Does a Credit Card Upgrade Create a New Account?

by Virginia C. McGuire

When Costco announced in 2015 that it would switch its co-branded credit card from American Express to Visa, some cardholders got nervous. Even though they'd be able to keep earning special credit card rewards as Costco members, they worried that the shift could affect their credit score by creating a new account. In January 2016, Fidelity Investments customers learned that the firm was dropping American Express for its own co-branded card and partnering with Visa, leading to similar fears.

Happily for people with those concerns, it's unlikely that being switched to a new credit card will damage your credit, whether you're getting a new Costco card or Fidelity Visa, or you've heard from another issuer that your account is being transferred to a different credit card.

New accounts sometimes lower your credit score

Normally, getting a new credit card can lower your score slightly in two ways.

  1. Getting a brand new account lowers the average age of your credit card accounts. Since about 15% of your score is determined by the overall length of your credit history, this can reduce your score -- especially if you don't have very many long-term accounts.
  2. The lender checks your credit to decide whether to approve you, and that creates what's called a hard credit pull or hard inquiry. Each hard pull can lower your score as much as 5 points, according to the Fair Isaac Corp., which developed the widely used FICO credit scoring models.

But is it really a new account?

Whether a new card card represents a new credit account comes down to who is initiating the change, says Ken Chaplin, senior vice president at TransUnion credit bureau. If you ask your credit card issuer to upgrade you to a different card, or you apply for a second card with the same issuer, the issuer will pull your credit report and, if you're approved, open a new account. That can ding your score.

But if a change comes from the issuer, it's usually treated as the same account you had before. Nobody pulls your credit, and your score won't change. "Those transactions happen behind the scenes and they don't usually create a credit-score-impacting event," Chaplin says.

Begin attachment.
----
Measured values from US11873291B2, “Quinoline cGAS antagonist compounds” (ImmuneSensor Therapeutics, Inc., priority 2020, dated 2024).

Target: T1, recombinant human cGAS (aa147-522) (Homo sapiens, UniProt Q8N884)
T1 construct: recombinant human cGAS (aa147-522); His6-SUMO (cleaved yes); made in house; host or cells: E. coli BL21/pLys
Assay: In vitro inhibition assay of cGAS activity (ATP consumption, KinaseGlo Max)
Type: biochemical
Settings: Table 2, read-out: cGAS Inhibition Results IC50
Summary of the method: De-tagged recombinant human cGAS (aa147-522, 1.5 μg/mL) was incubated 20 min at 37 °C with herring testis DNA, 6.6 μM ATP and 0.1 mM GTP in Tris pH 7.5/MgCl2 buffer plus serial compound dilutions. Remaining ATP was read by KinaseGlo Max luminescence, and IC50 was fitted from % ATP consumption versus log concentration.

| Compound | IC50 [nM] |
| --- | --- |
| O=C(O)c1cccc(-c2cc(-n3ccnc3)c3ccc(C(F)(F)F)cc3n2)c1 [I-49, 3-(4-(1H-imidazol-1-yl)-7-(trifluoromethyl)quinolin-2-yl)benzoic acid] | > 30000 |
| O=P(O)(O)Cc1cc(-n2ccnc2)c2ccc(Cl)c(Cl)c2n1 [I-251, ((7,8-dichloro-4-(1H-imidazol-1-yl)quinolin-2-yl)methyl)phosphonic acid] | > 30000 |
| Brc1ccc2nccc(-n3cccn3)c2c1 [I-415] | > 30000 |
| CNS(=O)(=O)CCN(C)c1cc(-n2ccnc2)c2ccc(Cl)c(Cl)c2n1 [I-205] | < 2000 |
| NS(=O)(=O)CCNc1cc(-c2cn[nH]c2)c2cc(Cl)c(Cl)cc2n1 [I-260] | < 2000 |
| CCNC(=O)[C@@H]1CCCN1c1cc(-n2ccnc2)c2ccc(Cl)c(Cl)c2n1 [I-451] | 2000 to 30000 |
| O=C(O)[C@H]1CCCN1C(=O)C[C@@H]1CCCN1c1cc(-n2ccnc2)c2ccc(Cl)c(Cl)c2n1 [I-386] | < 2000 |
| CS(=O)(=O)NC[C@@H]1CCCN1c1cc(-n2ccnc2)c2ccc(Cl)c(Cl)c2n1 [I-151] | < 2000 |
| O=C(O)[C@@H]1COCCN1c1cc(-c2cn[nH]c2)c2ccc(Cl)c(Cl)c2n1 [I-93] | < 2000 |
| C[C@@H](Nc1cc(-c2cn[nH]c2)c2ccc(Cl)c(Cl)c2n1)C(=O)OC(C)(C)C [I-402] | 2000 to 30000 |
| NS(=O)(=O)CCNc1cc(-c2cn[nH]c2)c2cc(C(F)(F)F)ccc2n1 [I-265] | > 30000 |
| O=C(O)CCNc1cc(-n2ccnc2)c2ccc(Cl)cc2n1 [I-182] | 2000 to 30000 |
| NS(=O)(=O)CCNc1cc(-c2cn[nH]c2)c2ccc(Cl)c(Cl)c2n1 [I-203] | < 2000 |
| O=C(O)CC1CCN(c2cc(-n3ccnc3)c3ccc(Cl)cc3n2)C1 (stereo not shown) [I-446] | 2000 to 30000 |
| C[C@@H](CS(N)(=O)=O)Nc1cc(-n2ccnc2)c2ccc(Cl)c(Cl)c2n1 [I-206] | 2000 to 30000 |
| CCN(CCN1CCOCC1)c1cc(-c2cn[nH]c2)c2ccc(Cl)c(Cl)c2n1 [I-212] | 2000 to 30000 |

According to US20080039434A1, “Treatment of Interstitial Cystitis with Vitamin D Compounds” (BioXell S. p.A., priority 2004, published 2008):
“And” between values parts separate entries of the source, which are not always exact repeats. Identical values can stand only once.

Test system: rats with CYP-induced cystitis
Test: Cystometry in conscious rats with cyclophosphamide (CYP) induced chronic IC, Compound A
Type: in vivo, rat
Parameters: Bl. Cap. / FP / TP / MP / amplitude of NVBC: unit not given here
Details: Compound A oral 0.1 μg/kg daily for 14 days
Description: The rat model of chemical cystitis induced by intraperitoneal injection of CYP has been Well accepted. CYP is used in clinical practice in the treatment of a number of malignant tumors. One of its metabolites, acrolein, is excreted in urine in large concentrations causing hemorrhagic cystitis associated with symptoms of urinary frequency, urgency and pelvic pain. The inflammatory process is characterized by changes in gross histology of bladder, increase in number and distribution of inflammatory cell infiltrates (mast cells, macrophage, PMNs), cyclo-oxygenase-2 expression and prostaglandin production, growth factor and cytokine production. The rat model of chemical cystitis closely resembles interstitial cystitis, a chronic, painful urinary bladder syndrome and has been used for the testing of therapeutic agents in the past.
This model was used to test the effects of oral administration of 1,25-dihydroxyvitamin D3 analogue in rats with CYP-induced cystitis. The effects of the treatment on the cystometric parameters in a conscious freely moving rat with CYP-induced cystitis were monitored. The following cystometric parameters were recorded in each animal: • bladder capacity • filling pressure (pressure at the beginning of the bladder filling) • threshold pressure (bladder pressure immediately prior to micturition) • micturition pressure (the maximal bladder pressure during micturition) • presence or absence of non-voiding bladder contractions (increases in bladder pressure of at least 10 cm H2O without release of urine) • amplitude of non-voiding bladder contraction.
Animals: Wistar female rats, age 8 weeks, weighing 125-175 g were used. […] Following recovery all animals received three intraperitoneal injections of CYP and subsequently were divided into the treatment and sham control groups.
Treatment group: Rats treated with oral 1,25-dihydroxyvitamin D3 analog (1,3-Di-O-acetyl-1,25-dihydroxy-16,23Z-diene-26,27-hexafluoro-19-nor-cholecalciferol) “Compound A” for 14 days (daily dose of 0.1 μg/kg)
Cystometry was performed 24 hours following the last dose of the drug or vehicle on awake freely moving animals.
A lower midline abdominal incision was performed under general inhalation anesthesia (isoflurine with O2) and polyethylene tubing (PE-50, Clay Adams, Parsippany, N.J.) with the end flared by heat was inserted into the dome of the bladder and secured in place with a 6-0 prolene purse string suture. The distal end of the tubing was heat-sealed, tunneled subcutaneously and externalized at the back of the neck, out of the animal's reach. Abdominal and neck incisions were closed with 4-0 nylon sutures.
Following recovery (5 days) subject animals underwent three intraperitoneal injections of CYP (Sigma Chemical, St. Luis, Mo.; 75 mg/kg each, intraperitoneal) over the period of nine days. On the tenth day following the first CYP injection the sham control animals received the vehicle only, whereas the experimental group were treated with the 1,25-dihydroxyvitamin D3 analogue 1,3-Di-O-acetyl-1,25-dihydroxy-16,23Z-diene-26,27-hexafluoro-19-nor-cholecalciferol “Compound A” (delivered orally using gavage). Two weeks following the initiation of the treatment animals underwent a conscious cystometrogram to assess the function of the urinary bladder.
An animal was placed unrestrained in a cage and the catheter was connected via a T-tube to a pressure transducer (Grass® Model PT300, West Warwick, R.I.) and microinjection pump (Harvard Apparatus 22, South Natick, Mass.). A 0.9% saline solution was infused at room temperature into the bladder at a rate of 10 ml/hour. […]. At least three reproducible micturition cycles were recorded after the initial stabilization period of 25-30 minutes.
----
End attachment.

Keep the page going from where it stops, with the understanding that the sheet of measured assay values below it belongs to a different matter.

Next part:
And Chaplin says a score-impacting action can't occur without your permission. "For someone to pull your credit, you would have to opt in to allow them to do that."

New account numbers

There are plenty of reasons credit card account numbers change. If you lose your card or there's been a big security breach, your issuer may decide to change your account number and send you new cards as a precaution. And yes, an upgrade to a different card may also mean a new number.

But a new account number (or even a new physical credit card) does not necessarily mean you're getting a whole new account. In fact, most of the time it's the same account, which means your long and distinguished tenure as a cardholder will stay intact on your credit history.

Credit limit increases

If an account upgrade or a shift to a different card comes with an increase to your line of credit, it's possible that your score will see an impact. A card issuer might do a hard pull on your credit when it's considering raising your credit limit, especially if you requested an increase.

But the effect of the hard credit pull required to raise your credit line may be balanced out. With an higher credit limit, your credit utilization ratio could go down. That means you're using a smaller percentage of your available credit, and that's good for your credit score.

New terms and conditions

If you do get moved to a different credit card entirely, make sure you read the new terms and conditions -- even if they're in microscopic print. Interest rates could change, grace periods could be different, and you could find yourself getting hit with unexpected fees.

The bottom line

Lenders love to see long-term accounts in good standing, so it's best to avoid opening new accounts or closing old ones willy-nilly. The good news is, your credit card issuer generally can't open a new account for you without your knowledge. That means having your co-branded card replaced, being shifted to a different credit card by the issuer, or even getting a new account number is unlikely to lower your score. Who knows? You might even get better perks as a result of the change.

Looking for a new credit card? Use NerdWallet's credit card tool to find the best one for your needs.

Virginia C. McGuire is a staff writer at NerdWallet, a personal finance website. Email: Twitter: @vcmcguire.

This story originally appeared on NerdWallet.